RICHMOND, Va. -- Last month, as I watched Charlotte burn and other fallout from yet more police shootings, I launched (if I could use such a grand term) the Act Right Movement on social media and in my weekly column for the Richmond Times-Dispatch.
The response was fairly strong to this, my latest effort (I've been doing it most of my career) to try to get more people to focus on the bedrock issues facing Richmond and cities like it all across the country: concentrated poverty, the doubling of the illegitimacy rates, desperately struggling schools and vastly disproportionate crime and victim rates. While there's no doubt police shootings are a problem and a big issue, in reality they are a symptom of these bedrock issues. (You can start shouting at me now.)
The concept, stated in my T-D column below, is as old as recorded social history, based on the Golden Rule and the main tenets of almost every religion, but is now decidedly old-fashioned in a culture that largely has no moral absolutes and bad behavior is often excused and sometimes celebrated.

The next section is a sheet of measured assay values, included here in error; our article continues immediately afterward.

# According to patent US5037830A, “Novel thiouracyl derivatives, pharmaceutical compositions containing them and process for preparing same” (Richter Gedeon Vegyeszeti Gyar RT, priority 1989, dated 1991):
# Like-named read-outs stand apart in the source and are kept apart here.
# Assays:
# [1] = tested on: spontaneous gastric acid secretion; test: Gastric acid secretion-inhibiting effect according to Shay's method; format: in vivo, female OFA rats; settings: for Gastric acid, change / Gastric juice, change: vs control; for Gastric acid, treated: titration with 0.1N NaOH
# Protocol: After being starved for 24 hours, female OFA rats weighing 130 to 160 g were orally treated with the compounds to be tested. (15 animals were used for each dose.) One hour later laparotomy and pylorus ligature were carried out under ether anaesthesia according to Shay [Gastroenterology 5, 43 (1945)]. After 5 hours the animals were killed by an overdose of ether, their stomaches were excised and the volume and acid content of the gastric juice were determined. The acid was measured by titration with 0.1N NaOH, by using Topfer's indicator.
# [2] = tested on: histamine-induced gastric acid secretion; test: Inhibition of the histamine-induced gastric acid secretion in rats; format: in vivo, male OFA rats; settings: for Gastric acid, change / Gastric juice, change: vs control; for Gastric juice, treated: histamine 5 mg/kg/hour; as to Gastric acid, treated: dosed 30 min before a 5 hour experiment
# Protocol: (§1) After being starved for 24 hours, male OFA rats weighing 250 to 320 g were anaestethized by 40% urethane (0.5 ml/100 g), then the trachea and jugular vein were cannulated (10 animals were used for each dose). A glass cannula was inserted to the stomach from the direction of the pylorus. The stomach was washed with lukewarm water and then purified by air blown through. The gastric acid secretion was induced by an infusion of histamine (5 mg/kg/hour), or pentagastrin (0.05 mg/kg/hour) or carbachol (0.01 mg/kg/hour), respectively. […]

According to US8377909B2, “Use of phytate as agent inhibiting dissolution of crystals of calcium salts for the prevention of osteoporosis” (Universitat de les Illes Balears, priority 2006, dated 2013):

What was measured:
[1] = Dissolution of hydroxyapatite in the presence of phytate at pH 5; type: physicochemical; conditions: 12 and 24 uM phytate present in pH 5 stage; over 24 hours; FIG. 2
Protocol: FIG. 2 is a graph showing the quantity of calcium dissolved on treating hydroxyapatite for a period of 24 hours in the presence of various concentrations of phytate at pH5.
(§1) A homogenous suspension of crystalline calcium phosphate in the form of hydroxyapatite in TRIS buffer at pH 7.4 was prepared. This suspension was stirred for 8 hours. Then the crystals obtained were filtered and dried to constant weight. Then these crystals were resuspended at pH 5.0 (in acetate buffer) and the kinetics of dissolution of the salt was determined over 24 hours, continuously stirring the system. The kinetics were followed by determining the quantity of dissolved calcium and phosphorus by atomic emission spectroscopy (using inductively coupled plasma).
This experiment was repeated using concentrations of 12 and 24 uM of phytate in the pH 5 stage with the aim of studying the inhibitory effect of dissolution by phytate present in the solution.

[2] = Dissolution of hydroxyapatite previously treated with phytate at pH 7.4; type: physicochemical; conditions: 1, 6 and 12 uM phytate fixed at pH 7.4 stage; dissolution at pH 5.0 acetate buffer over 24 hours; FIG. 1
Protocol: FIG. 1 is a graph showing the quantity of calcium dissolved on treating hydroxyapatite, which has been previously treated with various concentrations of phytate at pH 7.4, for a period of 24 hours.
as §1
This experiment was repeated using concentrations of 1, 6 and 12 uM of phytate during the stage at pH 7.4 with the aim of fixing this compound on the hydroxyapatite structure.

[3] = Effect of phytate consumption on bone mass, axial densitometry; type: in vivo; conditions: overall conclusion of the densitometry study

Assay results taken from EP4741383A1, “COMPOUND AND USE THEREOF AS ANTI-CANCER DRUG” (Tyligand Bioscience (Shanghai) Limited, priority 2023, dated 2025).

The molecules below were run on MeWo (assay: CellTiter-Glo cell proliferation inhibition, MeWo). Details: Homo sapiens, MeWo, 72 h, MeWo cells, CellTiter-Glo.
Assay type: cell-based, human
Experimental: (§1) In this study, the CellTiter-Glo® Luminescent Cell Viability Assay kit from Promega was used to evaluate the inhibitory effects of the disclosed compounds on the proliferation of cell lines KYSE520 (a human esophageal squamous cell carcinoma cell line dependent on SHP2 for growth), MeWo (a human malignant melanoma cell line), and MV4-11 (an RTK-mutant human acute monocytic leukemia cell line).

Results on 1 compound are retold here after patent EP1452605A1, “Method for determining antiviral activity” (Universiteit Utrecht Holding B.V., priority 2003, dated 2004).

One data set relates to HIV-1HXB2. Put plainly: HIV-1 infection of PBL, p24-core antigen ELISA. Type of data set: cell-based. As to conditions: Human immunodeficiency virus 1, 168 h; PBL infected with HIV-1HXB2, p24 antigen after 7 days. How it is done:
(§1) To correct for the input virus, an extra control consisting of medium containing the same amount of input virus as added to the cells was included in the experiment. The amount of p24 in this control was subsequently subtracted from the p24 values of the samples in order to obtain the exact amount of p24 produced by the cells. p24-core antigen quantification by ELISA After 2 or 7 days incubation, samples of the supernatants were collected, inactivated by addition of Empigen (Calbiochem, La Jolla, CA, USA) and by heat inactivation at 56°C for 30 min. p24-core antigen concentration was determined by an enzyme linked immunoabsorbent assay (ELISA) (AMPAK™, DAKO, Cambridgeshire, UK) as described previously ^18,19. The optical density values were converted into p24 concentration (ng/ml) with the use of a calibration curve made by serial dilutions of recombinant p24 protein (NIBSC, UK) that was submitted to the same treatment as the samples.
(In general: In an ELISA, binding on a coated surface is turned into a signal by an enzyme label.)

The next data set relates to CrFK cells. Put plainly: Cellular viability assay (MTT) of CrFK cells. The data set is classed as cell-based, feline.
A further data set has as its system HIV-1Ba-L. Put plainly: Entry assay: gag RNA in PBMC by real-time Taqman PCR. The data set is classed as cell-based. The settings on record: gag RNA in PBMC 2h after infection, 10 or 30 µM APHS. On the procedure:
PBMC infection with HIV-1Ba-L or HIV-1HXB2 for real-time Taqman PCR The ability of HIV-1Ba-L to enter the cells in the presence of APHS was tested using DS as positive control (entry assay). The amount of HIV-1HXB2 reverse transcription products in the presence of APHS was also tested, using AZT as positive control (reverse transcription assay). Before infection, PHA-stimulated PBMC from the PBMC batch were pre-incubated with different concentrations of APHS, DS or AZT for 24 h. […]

We demand better policing but not better behavior!
Whatever happened to: If you want to be treated right, it helps to act right?
But the real question is, do we want things to get better, or do we want someone kneeling on a football field or rioting in anger 50 years from now because things still have have not changed?
In the spirit of open and unflinching discussion, The Times-Dispatch (300 E. Franklin St.) is hosting a Public Square forum to discuss this issue, including crime and social justice, on October 27th from noon until 1:30.
I'll be part of the panel, along with activist and educator Osita Iroegbu, Richmond Police Chief Alfred Durham and Claire Gastanaga of the Virginia ACLU.